The Center for Asian American Media’s CAAMfest turns 33 this year and continues its morph from a pure film festival into a series of festive happenings that fuse cutting edge independent film with music and food—all with an Asian American twist.  CAAMFest takes place over the next 11 days in venues all around the Bay Area including the Asian Art Museum and the Oakland Museum of California, which add their enticing exhibits to the mix.  Formerly the San Francisco Asian American Film Festival (SFIAAFF), CAAMFest 2015 offers more than 100 movies and videos focused on the discovery of new talents, voices and visions. It’s by far the largest festival of Asian American movies in North America. Under the leadership of Masashi Niwano, now in his fifth year as festival & exhibitions director, the event has become one of the country’s major platforms for conveying the richness and diversity of the Asian American multicultural experience.  ARThound loves this festival because it’s so excellently curated, delivering rich and unusual stories from around the globe that stay with you for years.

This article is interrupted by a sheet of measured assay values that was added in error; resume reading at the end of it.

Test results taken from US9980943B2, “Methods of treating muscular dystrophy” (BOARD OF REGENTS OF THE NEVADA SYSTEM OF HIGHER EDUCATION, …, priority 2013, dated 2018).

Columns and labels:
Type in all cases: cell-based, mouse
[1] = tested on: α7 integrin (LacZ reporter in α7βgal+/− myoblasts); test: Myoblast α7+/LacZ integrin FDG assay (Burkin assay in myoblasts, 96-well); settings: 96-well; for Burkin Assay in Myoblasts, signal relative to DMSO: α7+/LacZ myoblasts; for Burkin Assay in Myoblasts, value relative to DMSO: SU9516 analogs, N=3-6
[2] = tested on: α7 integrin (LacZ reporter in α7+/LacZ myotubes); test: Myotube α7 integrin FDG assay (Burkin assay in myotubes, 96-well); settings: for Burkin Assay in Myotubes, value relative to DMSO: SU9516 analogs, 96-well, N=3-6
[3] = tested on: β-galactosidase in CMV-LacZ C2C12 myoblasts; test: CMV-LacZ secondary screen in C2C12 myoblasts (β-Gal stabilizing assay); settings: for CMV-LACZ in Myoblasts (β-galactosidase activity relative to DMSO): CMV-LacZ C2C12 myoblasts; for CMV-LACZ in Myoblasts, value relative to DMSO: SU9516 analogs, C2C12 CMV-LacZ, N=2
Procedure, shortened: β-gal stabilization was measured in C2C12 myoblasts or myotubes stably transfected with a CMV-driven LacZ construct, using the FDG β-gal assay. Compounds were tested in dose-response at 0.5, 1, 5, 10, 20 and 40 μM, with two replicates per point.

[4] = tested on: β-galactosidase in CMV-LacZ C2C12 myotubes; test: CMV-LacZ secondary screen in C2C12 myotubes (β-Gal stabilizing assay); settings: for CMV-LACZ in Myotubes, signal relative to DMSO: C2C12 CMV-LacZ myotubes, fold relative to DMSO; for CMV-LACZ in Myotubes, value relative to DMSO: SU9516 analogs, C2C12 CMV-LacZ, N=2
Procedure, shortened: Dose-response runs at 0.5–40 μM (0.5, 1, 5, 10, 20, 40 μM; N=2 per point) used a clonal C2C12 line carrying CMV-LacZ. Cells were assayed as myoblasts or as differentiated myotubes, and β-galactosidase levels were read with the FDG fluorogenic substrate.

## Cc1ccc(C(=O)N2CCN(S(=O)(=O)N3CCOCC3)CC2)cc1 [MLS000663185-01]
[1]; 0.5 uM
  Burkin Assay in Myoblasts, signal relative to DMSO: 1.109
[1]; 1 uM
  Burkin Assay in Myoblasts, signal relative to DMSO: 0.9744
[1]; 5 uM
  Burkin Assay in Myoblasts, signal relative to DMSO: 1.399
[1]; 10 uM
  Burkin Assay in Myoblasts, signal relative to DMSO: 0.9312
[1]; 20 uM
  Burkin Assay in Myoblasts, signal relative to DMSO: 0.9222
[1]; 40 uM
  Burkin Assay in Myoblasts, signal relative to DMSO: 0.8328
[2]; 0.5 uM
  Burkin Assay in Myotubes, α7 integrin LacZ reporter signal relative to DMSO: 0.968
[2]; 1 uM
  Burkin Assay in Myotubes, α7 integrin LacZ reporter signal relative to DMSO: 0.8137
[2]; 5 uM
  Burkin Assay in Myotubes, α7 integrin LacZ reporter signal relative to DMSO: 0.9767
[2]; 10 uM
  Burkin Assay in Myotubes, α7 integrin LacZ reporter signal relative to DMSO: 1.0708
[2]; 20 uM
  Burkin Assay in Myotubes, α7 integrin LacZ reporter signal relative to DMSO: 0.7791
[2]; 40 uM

This year, you’ll see Asian American broadly defined too.  Iranian director Rakshan Banietemad’s new film, Tales, which picked up the award for Best Screenplay at Venice, caught the CAAMFest programmers’ eyes, not just because it’s a great film but because the director, working under dior conditions in Iran, creatively stitched together a series of shorts, stories from her previous films, to create a full length film.  In so doing, she managed to navigate the bureaucracy of the Iranian cultural ministry which requires a license for a feature but not for shorts.  Bravo!   There are also stories involving the Asian diaspora.   Juan Martín Hsu’s La Salada is set in Argentina’s bustling discount market, La Salada, just outside of Buenos Aires, and involves an ensemble cast of Korean, Taiwanese, and Bolivian immigrants whose experiences all converge at the market.  It’s thus no surprise that “travel” is this year’s theme.  Opportunities for armchair travel abound and over 200 guests will be flying in CAAMFest.